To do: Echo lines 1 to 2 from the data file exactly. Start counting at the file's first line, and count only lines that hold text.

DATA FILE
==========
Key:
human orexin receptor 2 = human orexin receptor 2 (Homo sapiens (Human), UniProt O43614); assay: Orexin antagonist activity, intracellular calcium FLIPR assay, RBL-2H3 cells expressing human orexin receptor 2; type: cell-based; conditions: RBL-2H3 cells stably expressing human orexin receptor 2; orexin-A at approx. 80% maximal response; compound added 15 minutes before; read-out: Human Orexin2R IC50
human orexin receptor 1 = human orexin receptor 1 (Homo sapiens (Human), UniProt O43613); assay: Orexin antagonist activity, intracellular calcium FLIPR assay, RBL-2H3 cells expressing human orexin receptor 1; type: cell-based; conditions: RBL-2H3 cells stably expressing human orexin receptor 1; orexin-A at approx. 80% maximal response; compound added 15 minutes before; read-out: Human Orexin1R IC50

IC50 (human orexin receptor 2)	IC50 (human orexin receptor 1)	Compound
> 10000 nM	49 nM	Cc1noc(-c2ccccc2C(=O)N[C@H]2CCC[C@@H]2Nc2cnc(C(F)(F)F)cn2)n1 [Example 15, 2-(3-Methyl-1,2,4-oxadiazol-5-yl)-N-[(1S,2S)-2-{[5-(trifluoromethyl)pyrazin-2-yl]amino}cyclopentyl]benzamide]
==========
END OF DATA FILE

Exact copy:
Key:
human orexin receptor 2 = human orexin receptor 2 (Homo sapiens (Human), UniProt O43614); assay: Orexin antagonist activity, intracellular calcium FLIPR assay, RBL-2H3 cells expressing human orexin receptor 2; type: cell-based; conditions: RBL-2H3 cells stably expressing human orexin receptor 2; orexin-A at approx. 80% maximal response; compound added 15 minutes before; read-out: Human Orexin2R IC50